Jury Duty

Discussion in 'Hangar Talk' started by FormerHangie, Mar 3, 2020.

  1. Palmpilot

    Palmpilot Touchdown! Greaser! PoA Supporter

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    Richard Palm
    I would imagine that they would not want to be foreman even if it were offered, in order to avoid any appearance of undue influence.
     
  2. midlifeflyer

    midlifeflyer Touchdown! Greaser!

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    Depends what you mean. Undue influence for someone to challenge the verdict, probably not. If one of the lawyers was worried about that, they would have used a peremptory (free) challenge to get rid of the judge/lawyer altogether. (In my case, when we had that post-trial group discussion, my question to both lawyers was, "what were you thinking?")

    Based on that one experience as a juror, I think it's more about the dynamics of the jury itself - not appearing to the other jurors to be in a position of authority with the ability to guide the discussion.
     
  3. Palmpilot

    Palmpilot Touchdown! Greaser! PoA Supporter

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    I think the latter is more along the lines of what I was thinking of.
     
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  4. Ed Sokol

    Ed Sokol Pre-takeoff checklist

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    I start checking in in 2 weeks...........

    At least my company pays for it if i have to attend a trial. Never have been called for a trial though in my 40 years of eligibility. This may the one.
     
  5. Let'sgoflying!

    Let'sgoflying! Touchdown! Greaser! PoA Supporter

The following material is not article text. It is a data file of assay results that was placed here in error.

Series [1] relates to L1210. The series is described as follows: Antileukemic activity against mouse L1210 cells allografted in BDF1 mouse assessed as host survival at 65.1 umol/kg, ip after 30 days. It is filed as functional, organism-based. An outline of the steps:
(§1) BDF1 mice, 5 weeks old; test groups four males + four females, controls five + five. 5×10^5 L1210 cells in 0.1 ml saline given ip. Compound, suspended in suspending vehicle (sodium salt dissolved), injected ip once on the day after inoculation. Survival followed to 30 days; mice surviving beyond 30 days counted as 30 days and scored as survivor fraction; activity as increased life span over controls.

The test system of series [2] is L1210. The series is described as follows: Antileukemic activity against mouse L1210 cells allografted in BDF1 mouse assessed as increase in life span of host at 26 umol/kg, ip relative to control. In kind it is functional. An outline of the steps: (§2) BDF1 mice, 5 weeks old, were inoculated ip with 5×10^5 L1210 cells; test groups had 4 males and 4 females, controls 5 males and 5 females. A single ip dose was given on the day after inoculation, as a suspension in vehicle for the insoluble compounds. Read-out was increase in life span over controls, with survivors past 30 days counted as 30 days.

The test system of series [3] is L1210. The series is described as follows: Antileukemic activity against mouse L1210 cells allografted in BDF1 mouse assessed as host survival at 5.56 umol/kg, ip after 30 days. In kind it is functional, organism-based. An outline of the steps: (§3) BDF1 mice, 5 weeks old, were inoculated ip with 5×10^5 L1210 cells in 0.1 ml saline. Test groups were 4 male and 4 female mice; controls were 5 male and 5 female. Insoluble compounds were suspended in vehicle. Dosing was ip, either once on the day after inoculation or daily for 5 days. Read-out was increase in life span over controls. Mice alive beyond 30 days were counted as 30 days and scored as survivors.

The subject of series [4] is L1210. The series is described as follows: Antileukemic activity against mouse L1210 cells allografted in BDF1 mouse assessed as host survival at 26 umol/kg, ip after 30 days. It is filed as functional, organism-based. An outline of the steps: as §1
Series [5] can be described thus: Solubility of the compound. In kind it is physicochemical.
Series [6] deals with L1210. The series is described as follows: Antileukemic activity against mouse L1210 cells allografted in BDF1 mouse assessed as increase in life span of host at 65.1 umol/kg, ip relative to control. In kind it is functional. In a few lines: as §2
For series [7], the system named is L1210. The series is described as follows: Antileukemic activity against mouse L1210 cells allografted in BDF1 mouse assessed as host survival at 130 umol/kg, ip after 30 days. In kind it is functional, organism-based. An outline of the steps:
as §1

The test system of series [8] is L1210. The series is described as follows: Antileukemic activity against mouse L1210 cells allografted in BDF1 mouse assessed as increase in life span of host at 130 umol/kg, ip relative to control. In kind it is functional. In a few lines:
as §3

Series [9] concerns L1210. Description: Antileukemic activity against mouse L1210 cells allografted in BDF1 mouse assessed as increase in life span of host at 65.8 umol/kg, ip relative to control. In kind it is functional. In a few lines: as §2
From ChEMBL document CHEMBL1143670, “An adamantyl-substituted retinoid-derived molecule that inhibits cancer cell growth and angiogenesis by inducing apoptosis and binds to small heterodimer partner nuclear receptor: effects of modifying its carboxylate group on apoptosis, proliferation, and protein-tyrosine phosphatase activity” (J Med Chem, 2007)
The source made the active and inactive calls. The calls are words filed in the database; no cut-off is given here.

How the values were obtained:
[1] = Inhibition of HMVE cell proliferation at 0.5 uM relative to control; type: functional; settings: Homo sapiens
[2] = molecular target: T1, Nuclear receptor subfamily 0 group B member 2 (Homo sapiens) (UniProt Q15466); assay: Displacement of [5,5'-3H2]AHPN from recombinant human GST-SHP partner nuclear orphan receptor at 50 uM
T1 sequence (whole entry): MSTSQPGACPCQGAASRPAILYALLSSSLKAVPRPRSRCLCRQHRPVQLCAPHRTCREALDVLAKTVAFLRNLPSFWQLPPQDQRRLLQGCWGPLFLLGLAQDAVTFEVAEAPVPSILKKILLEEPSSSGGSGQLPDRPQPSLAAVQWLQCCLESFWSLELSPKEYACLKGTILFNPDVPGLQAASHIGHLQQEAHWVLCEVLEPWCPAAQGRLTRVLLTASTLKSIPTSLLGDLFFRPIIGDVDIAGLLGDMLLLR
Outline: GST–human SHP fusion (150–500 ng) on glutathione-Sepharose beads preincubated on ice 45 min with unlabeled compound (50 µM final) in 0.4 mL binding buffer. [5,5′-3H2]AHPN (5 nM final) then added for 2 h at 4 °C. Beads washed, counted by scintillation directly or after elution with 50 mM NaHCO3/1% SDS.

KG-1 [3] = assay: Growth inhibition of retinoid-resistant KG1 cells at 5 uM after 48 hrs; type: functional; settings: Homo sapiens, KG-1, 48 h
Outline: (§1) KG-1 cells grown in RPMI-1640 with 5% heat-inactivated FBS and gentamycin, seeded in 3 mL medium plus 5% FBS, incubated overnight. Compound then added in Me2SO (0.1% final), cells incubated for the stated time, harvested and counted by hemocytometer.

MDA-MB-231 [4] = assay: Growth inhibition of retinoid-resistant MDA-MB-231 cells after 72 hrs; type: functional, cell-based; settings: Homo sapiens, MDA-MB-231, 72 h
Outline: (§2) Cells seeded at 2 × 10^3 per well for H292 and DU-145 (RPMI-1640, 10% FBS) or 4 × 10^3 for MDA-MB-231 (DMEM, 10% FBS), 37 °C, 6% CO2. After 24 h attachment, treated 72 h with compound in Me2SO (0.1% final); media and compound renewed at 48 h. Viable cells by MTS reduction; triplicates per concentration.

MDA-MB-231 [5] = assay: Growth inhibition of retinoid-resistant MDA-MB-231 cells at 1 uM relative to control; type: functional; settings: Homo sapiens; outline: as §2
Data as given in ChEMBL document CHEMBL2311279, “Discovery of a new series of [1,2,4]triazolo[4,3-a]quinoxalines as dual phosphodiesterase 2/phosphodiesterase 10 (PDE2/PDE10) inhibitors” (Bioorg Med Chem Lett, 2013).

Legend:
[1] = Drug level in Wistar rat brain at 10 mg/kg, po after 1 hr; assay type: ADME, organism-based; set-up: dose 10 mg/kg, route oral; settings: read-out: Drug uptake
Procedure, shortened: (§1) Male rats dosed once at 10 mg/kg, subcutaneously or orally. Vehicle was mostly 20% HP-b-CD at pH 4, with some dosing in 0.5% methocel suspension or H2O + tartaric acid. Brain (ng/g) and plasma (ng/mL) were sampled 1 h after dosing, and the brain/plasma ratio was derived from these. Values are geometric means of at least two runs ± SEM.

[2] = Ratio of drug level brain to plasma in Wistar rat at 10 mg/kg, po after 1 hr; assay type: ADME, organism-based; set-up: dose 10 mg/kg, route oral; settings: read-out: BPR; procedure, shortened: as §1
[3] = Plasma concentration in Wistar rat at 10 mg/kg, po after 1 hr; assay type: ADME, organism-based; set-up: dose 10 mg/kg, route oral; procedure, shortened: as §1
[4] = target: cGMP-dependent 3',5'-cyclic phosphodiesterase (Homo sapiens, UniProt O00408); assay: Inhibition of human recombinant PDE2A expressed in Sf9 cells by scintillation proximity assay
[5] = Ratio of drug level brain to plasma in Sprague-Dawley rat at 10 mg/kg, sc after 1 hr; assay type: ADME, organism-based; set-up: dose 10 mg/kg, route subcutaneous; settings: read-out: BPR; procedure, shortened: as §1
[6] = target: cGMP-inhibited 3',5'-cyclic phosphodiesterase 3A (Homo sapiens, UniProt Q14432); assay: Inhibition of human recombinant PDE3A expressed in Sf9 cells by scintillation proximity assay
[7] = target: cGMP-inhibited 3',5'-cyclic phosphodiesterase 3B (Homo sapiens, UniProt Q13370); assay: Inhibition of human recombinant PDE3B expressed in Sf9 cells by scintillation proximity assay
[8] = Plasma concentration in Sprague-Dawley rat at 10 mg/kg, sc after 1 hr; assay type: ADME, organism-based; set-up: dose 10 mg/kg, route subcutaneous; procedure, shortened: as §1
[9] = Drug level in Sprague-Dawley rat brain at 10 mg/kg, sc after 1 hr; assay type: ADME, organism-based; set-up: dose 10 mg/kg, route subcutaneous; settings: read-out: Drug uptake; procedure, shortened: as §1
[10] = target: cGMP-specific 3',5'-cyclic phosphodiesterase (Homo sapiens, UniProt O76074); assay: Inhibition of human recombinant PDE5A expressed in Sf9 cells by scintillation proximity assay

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    I would not give up the opportunity to rightfully defend an innocent person, such as it appears you are suggesting in this case - the system needs jurors like you. Too many knowledgeable people get ‘off’, leaving the jury with a bunch of mouth-breathers.
    Or... imagine if you were one of the principals in a trial, wouldn’t you want ‘you’ (or someone similar) in that box?
     
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  6. Van Johnston

    Van Johnston Cleared for Takeoff

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    First time I got called on a panel right before lunch. We were instructed to go to lunch and then come back to municipal court across town. Get there and they explain the case. An older male oral surgeon was accused of groping a younger female patient while sedated. It was clear the dentist was digging in his heals to save his reputation and taking it to trial. Equally sure that he had done something wrong was the victim and the city, as they had reduced the charge to the lowest possible misdemeanor assault to try to convict. They filled the jury before they got to me, so I was excused. Don’t know how it turned out.